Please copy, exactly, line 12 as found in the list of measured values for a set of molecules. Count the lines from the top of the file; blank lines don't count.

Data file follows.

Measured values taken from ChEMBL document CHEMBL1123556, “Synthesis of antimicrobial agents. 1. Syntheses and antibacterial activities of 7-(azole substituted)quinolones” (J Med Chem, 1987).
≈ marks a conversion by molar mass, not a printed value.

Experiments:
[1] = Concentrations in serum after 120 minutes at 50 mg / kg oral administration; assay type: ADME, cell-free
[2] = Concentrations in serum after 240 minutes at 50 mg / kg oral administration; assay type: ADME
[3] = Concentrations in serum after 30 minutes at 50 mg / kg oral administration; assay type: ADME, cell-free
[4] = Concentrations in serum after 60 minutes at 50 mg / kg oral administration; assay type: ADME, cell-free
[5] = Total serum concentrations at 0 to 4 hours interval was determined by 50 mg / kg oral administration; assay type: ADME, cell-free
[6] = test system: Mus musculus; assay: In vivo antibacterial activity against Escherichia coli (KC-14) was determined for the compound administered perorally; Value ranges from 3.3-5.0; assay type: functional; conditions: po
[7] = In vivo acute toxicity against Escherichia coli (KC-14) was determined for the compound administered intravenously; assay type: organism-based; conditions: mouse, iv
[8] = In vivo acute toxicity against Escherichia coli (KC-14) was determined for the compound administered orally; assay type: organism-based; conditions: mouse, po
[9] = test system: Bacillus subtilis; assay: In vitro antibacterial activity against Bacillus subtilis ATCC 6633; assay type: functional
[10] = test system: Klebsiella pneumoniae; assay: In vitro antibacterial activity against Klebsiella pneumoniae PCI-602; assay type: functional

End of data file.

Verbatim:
[9] = test system: Bacillus subtilis; assay: In vitro antibacterial activity against Bacillus subtilis ATCC 6633; assay type: functional